Saul Bellow: Higher-Thought Clown

Since his first novel, Dangling Man (1944), Saul Bellow (b. 1915) has written short stories, articles on literature and culture, a novella, several dramas, and four major novels, two of which—Herzog (1964) and Mr. Sammler’s Planet (1970)—garnered the National Book Award for fiction.

Mr. Sammler’s Planet was the first work by Bellow to impress me. Here was a superbly narrated story, a modern novel with an old-time hero whose intellectual and spiritual interests revealed an author with deep insight and consummate artistry. So I then went on to read most of Bellow’s earlier major works. Still, for me, Mr. Sammler’s Planet has remained the peak experience.

Bellow’s fifth major novel is now out: Humboldt’s Gift. Again reviewers are commending it, again a Bellow novel is a best-seller, again Bellow is up for the National Book Award.

But what a disappointment! With Humboldt’s Gift Bellow tries to do two things and fails at both. He continues the highly intellectual interior monologue that was the triumph of Mr. Sammler and he reverts back to the comic chicanery of Henderson the Rain King (1959). That is, he tries to combine high seriousness (here associated with the themes of death, intimations of immortality, the clash of world views and moral values) with slapstick comedy. Only occasionally does this combination work.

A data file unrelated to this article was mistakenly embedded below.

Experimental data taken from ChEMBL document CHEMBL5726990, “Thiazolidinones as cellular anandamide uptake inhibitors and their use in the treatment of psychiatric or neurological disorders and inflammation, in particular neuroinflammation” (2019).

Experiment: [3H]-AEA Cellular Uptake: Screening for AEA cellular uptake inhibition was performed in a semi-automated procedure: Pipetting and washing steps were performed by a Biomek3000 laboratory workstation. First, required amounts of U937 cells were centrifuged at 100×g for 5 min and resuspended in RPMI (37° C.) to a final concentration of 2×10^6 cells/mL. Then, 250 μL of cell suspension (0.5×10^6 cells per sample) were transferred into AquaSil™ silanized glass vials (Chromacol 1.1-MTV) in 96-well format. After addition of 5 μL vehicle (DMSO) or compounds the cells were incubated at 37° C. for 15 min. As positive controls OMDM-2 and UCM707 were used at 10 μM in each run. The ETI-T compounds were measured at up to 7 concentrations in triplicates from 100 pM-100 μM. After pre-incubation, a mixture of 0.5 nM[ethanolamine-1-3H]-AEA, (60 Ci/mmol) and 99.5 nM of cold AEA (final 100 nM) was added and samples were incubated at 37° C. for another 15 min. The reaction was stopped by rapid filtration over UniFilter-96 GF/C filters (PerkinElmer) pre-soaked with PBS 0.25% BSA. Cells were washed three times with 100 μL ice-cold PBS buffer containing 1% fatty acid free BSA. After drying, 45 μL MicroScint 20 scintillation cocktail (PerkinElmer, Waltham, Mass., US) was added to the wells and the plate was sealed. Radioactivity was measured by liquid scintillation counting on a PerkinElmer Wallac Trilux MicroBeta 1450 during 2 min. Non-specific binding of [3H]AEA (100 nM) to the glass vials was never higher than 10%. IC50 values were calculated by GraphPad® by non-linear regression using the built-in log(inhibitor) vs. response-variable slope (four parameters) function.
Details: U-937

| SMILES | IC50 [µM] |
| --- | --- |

Here is one place it does. Seeking his origins, as it were, Charlie Citrine, the central figure of the novel, returns to his birthplace in Wisconsin to see the house where he was born. He knocks, gets no answer, and then goes to the back, climbs on a crate, and peers through a bedroom window. The lady of the house is home, however, and suddenly her husband, who runs a nearby filling ...

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